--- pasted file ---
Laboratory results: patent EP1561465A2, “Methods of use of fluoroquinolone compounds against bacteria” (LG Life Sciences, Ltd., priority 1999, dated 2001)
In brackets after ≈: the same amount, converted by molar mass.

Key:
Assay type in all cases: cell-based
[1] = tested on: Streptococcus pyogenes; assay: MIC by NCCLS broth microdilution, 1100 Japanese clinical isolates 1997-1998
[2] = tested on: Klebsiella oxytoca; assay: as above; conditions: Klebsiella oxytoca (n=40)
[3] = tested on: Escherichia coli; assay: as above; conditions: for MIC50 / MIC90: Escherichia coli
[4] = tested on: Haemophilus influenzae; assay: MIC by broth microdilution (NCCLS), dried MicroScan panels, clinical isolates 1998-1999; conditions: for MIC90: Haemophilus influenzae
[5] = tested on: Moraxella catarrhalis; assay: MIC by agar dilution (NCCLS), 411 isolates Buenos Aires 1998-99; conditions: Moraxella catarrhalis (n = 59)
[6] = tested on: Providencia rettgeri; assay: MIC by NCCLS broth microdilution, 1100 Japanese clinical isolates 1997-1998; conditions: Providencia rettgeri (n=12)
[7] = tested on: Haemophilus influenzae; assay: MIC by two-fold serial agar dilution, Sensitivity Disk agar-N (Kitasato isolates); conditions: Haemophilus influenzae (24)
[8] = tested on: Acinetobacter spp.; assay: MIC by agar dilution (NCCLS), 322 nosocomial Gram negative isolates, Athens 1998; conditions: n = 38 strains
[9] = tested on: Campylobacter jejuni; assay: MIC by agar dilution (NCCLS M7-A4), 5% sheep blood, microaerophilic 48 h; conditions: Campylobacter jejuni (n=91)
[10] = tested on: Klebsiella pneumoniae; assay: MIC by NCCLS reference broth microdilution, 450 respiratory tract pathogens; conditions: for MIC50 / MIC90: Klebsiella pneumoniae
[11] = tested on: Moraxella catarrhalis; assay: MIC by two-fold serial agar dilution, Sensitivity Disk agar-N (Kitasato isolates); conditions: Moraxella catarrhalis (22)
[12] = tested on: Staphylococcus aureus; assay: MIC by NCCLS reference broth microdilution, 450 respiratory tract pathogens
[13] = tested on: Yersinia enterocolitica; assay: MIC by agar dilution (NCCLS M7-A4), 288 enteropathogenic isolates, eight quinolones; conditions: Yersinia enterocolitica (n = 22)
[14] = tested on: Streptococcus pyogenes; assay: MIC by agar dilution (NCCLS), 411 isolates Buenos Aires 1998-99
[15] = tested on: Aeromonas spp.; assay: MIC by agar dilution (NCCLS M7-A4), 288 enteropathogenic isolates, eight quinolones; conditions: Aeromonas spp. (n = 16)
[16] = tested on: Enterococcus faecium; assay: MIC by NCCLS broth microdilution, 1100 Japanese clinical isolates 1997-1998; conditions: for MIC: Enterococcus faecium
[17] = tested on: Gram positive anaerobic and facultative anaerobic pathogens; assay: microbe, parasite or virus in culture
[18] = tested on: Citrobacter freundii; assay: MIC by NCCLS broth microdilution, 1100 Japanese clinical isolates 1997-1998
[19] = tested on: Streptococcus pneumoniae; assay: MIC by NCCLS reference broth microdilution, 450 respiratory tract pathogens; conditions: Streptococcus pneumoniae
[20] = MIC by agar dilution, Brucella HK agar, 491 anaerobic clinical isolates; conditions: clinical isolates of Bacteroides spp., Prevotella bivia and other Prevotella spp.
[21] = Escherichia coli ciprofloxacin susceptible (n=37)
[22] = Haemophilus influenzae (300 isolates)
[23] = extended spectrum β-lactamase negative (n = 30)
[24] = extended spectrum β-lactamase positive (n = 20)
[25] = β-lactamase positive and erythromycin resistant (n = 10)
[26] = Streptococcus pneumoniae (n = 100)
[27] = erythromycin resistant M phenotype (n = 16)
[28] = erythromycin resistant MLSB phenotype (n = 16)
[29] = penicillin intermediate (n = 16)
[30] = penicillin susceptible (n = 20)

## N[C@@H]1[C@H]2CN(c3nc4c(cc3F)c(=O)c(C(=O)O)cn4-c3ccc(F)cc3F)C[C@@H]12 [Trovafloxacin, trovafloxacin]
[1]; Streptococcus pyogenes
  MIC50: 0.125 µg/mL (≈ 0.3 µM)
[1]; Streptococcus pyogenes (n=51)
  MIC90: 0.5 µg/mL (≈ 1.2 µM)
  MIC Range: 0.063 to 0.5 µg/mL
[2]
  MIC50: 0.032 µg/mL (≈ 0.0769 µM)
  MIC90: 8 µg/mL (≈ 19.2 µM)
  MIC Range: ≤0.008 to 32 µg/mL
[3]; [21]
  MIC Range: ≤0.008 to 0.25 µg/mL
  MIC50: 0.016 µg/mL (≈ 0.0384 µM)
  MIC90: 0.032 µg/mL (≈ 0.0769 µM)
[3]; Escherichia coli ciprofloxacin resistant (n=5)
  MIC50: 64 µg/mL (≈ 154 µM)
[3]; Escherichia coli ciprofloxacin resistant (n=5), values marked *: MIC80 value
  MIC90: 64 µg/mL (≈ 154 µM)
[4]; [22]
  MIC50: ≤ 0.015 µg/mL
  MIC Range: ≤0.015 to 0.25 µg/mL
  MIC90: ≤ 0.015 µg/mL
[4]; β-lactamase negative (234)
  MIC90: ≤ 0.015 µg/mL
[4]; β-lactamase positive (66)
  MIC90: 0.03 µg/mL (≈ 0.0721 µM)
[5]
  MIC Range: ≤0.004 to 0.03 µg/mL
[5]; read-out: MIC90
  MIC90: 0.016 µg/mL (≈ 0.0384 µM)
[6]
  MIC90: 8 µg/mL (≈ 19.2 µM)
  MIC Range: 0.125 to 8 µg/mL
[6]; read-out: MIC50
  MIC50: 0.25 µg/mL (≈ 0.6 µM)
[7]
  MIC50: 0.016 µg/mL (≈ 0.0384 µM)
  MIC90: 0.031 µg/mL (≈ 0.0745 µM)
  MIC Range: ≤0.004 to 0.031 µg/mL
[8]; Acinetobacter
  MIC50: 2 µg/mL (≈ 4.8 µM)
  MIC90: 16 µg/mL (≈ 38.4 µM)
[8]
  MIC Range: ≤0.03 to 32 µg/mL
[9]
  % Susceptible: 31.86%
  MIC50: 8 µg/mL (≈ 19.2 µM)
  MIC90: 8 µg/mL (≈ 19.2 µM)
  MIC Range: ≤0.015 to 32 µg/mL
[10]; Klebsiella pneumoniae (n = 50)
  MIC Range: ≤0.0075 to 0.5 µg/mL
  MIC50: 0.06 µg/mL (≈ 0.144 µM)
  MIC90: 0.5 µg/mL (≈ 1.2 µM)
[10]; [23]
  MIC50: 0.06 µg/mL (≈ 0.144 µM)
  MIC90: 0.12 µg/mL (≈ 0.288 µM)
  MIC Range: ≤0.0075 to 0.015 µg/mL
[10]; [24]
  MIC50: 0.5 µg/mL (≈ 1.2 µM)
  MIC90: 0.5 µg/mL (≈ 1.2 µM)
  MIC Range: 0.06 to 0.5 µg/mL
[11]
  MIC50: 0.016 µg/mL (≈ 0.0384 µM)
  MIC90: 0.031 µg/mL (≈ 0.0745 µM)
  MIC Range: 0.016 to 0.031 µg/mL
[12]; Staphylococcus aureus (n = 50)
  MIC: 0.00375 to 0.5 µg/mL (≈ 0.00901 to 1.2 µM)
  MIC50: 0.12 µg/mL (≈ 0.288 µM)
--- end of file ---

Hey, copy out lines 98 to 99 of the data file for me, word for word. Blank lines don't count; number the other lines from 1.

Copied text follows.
  MIC90: 0.031 µg/mL (≈ 0.0745 µM)
  MIC Range: 0.016 to 0.031 µg/mL